Saving for a car

Accelerate your savings

Driving your new car, especially if it's your first car, will feel much sweeter if you've bought it outright or paid off most of it. Work out how much you need to buy your car and develop a savings plan to help you get there.

How much will a car cost?

You probably have a car in mind and may have an idea of what it will cost. But make sure you shop around and compare prices of different makes and models. Consider buying a cheaper car if it means a smaller debt.

As well as the cost of the car you will need to pay:

  • Registration transfer fee - This is different for each state and territory and costs about $25.
  • Stamp duty - The stamp duty you pay will depend on which state or territory you live in. For a $5,000 car, stamp duty would cost around $150. For a $10,000 car, this would cost around $300.
  • Car insurance - You should purchase both compulsory third party (CTP) car insurance, which covers injuries you may cause to other people in a car accident and comprehensive car insurance, which covers damage to property and injuries to you. CTP can cost more than $600 and comprehensive insurance can cost around $1,500. The cost of your insurance will depend on the make of car, the age of the drivers and their experience. Be wary of the insurance extras sold through car dealers with a car loan as it may not be good value for money and only pays in limited circumstances.

Our MoneySmart Cars app can help you work out the real cost of buying and running a car and show you how to avoid common car buying traps and identify hidden costs.

Become an informed car buyer.

MoneySmart Cars app

Case study: Elaine calculates the cost of her car

Young woman who has saved for a carElaine is 18 and has her eye on a Barina with a price tag of $8,000. It is a secondhand car so she has to pay a registration transfer fee of $24. She also has to pay stamp duty of $240 and renew the registration for $177. Her compulsory third party insurance costs $686 per year and she gets comprehensive insurance for $1873 per year, bringing the total cost of her new car to $11,000.

Car loans

Paying for your car outright will always be cheaper than buying it on finance or taking out a loan through a bank; but, if you do need to take out a loan, make sure you shop around. Car yard finance may be convenient, but it's important to shop around to make sure you get a good deal on your loan. Banks, building societies credit unions and specialist lending and leasing companies all offer car loans, so check out what's on offer so you can compare and choose the best loan for you. See car loans for more information.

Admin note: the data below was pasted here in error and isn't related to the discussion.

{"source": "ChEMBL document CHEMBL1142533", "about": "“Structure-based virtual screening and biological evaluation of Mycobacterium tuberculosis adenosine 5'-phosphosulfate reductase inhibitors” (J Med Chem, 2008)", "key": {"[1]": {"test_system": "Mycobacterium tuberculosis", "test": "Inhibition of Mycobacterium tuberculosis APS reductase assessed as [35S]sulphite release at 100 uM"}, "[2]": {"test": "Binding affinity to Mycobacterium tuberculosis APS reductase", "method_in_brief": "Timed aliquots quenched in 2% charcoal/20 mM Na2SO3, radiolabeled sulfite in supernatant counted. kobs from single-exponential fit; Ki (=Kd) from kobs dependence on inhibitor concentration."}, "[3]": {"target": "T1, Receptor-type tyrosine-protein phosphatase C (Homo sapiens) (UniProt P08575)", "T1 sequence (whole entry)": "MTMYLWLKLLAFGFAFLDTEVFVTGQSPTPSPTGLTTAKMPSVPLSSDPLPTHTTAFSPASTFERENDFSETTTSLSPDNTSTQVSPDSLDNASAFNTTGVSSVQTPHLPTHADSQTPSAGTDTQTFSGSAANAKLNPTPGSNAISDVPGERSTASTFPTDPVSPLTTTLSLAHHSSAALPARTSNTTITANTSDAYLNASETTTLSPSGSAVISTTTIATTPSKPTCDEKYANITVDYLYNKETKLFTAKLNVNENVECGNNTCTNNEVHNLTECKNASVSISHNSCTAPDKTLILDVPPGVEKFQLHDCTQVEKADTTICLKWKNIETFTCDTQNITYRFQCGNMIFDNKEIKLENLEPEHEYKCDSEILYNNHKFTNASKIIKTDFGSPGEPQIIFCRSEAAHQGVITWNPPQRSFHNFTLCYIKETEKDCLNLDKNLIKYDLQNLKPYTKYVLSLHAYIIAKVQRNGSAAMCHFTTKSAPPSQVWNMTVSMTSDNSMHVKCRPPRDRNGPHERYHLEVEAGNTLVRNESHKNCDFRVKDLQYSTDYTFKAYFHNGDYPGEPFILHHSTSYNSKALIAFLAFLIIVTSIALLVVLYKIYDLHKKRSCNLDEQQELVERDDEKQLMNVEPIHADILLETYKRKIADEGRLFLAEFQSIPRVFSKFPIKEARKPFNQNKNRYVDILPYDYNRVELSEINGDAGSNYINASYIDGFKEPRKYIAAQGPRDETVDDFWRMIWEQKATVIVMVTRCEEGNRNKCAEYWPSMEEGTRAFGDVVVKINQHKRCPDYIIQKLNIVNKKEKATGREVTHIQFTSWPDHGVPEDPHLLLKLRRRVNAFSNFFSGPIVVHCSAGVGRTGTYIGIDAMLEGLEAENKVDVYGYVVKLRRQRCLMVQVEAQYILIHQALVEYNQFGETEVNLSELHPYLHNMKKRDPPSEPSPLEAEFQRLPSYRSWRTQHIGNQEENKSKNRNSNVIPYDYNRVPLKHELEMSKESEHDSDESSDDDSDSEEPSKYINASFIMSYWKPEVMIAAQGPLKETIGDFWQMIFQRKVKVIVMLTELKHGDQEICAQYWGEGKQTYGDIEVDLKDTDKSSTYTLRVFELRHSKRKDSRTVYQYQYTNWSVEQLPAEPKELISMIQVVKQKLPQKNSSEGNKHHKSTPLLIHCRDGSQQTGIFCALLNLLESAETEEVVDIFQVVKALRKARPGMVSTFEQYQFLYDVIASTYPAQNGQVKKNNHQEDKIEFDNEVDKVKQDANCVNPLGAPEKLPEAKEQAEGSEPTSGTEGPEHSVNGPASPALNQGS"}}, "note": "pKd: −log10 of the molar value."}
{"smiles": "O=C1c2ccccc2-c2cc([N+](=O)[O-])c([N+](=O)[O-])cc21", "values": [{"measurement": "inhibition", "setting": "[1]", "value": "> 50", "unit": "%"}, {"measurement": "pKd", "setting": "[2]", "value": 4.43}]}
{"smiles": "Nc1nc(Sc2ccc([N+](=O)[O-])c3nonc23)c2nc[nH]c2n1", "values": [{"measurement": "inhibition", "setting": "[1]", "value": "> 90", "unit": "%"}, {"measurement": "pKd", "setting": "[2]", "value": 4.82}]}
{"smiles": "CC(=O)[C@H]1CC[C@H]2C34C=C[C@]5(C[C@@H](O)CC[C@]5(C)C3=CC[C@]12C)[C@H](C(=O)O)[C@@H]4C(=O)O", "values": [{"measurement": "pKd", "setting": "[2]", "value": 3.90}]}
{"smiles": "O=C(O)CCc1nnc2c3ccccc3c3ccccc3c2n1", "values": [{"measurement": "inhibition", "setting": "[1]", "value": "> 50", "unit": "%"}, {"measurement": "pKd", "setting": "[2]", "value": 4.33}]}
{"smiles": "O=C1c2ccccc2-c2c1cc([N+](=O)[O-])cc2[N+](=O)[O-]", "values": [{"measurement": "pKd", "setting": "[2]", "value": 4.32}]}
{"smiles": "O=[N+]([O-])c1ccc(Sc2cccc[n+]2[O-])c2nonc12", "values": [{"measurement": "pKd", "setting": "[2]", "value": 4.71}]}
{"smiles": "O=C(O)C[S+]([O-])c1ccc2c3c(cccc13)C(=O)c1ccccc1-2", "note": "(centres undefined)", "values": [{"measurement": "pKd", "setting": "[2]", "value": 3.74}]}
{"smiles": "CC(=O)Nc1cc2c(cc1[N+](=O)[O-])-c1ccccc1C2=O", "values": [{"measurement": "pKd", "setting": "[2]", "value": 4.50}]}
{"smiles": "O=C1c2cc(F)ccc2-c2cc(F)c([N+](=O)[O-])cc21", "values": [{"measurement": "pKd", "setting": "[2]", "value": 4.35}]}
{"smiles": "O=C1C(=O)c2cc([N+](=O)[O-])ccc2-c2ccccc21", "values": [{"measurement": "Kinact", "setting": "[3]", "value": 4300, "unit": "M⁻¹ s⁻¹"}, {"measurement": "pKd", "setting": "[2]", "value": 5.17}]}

For more information see buying a car.

Get your savings into gear

Set your savings goal

Once you know how much you'll need to buy your car, you can start putting money towards your savings goal.

Work out how long it will take to meet your savings goal.

Savings goals calculator

Get the money coming in

If you are over 15, consider working a few hours a week to earn some money. There are lots of jobs that are perfect for teens such as babysitting or neighbourhood gardening.

Ask your parents if there are any chores that need to be done around your house. If you have a birthday or celebration coming up, ask your family and friends to donate to your car savings fund, to give your savings a boost.

Set up a savings account

Think about opening an online savings account. They offer a high interest rate which compounds, so you can earn interest on the interest and your savings keep growing. Find out more about compound interest.

It's also harder to access money in these accounts than other transaction accounts, so you won't be tempted to use the money for other things.

Automate your savings

If you're working, consider transferring part of your pay directly into this savings account. You can ask your employer to do this for you, or you can set up a transfer yourself. Automating your savings allows you to 'set and forget', so your savings will automatically grow each time you get paid!

Cash in your spare change

Instead of putting your spare change into a vending machine or using it to buy snacks or takeaways, why not collect it at the end of every week and put it into an old jar or empty ice cream container? When it's full, take it to your bank and deposit it into your savings account. It's a quick and easy way to boost your savings - putting you on the road that little bit sooner! 

Save, save, save

Think about cutting back on such expenses as:

  • Smart tip

    Saving for a goal, like a car, takes focus. Check out our tips on ways to avoid being tempted into impuse buying

  • clothes
  • gym membership
  • restaurant meals
  • entertainment.

Visit our webpage for ideas on simple ways to save money.

Our free and easy-to-use app will help you to keep track of where your money is going, and where you can make some changes. 

Record your everyday expenses, so you have a clear picture of what you are spending your money on. 


Nothing is more exciting than getting behind the wheel of your own car. Put a savings plan into gear and get ready to take to the road.

Related links

Last updated: 23 Aug 2018